The Illustrator’s

Luciano Braga Ratto – A man of Insignificance

Luciano Braga Ratto

Luciano Braga Ratto

I read somewhere that when it comes to an unknown piece of work by an unknown writer that it takes about 20 seconds for the average reader to purchase a book from a bookstore. This process is initiated when the book cover comes into the attention frame of the prospective buyer, who then picks up the book, studies the cover briefly, reads the back cover briefly, then looks at the front cover again. After this the book goes back on the shelf or the decision to purchase is made.

It has therefore over the years been a disappointment to me to see so many bland, unoriginal, graphically designed covers on books, with many of them similar to others and seemingly having no connection at all to the book itself. I don’t say that a book cover has to be a work of art. I just think that it is so much better if it has some originality and that it should say something about the book. I didn’t want the cover for A Man of Insignificance to be bland, unoriginal and unconnected. However, therein lay a problem, for I personally do not have any of the skills required to create an interesting book cover. I therefore turned to others, in particular to Luciano Ratto.

a man of insignificance book cover

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I have known Luciano, through a family connection for several years. He is a Brazilian artist and he visited England in 2010, 2O11 and 2014. He stayed with us at The Springfield Hotel on each occasion. Neither Luciano nor I can converse in the other’s native tongue, but we have family members who can speak both and they act as interpreters. When they are not around we somehow find ways of communicating. I admire Luciano’s work and I believe that he has a future as an artist.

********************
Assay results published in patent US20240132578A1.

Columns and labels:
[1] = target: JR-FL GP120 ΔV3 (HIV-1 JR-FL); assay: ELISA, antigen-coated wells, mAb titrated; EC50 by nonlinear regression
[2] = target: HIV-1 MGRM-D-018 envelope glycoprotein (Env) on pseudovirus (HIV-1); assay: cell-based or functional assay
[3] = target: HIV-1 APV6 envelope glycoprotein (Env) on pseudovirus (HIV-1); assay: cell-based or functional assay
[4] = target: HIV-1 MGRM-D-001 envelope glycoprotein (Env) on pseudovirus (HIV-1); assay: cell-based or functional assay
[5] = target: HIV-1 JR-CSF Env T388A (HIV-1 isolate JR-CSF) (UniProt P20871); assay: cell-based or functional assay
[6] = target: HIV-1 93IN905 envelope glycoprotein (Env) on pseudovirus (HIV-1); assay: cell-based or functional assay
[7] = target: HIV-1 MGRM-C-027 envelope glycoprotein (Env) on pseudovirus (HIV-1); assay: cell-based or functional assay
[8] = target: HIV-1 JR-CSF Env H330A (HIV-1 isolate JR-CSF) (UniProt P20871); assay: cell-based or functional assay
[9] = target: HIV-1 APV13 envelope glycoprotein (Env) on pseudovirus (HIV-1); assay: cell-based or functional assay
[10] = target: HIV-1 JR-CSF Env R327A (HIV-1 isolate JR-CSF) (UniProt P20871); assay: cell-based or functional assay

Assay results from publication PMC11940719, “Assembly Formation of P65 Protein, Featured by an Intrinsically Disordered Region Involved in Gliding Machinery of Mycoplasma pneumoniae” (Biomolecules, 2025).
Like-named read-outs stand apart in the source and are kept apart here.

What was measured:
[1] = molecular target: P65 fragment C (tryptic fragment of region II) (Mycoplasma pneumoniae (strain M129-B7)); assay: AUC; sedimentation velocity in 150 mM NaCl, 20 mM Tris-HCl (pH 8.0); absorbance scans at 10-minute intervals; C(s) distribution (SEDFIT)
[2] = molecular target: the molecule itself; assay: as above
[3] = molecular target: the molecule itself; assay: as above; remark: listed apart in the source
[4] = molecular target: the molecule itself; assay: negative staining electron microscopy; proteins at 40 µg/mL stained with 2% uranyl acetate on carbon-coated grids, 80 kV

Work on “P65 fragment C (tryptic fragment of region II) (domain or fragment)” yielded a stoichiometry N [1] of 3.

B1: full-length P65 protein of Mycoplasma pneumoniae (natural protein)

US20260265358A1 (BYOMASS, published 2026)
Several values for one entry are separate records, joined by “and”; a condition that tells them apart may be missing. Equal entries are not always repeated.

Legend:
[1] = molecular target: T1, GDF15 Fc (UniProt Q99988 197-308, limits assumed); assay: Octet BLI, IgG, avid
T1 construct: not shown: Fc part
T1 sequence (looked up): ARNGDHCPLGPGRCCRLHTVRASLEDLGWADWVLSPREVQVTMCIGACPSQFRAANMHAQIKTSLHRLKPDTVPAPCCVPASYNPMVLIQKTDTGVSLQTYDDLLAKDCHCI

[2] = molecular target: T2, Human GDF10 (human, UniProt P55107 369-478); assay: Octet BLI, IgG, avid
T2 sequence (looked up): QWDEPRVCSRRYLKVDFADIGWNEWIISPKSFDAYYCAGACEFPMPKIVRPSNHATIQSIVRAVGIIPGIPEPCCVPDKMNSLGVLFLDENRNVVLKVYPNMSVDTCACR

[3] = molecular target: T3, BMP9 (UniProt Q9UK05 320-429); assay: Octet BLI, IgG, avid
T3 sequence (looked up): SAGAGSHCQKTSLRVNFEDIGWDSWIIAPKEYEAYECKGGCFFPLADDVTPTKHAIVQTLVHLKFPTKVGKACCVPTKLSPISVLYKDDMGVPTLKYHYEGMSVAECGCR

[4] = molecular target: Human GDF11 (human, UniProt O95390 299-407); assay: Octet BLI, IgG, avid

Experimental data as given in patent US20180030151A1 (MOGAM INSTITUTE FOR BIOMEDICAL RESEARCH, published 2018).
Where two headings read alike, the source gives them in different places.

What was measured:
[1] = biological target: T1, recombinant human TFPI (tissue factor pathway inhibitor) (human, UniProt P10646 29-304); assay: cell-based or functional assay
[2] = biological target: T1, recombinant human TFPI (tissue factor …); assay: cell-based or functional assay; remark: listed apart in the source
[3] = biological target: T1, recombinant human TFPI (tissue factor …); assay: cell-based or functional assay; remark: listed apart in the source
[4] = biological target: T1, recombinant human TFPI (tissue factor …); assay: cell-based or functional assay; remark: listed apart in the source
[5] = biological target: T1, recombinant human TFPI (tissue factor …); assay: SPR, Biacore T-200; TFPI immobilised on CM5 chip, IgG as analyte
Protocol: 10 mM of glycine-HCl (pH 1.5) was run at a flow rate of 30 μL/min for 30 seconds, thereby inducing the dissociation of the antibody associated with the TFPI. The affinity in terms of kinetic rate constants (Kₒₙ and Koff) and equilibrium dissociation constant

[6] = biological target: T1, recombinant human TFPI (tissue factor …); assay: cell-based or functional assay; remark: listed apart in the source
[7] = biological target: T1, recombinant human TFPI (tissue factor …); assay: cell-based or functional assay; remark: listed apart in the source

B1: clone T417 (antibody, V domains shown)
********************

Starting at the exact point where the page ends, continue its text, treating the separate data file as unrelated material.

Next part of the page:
Luciano didn’t come to England to design my book cover which is hand drawn by him and original. I sent him a synopsis of the book together with some artistic suggestions of mine, which wisely he ignored. Luciano was back in Brazil when he designed the book cover. He chose the scene, Chapter 3, page 30, where Finbarr Breathnach rises from his knees to his feet beneath the three trees, as his inspiration.

“As the brown blackness descended, the leafless trees had screamed in the wind through the night all around him like three demented banshees.”

If you look carefully at the book cover you will see the silhouette of an upright man drawn within the trees.

That man is…A Man of Insignificance.

Dianne Christine Pilkington – The Red Hat Guide to Manchester City Centre

book cover red hat guide

Book cover to The Red Hat Guide

When Kevin asked me to design a cover for his book his brief to me was, for once, brief. He had pondered at length over the name for his guide book and, as I know Kevin well, I had a blinding flash of inspiration. The blinding flash was Kevin walking down the hill wearing his bright red fedora hat.
The red hat guide was christened, I only had to conjure up a background image…. I have always admired the architecture in Manchester as it is varied, spanning the decades from its industrial roots to contemporary structures. I took this inspiration to produce a collage of some of the prominent buildings in Manchester. I have tipped my hat to L. S. Lowry and if you want to rub shoulders with him just visit ‘Sam’s Chop House’….
The green and blue background represents the fact that Manchester is surrounded by some of the most beautiful countryside, hence the green, and contrary to some opinion we do get blue sky.
The man with the red hat is your guide and the umbrella is not as you may think a reference to the Manchester weather. On my travels I commonly see guides with their umbrellas providing the tourists with a reference point. Kevin is your local guide. I hope you enjoy his book, I did.

 

 

 

 

 

 

 

Copyright © 2015 K. C. Dowling

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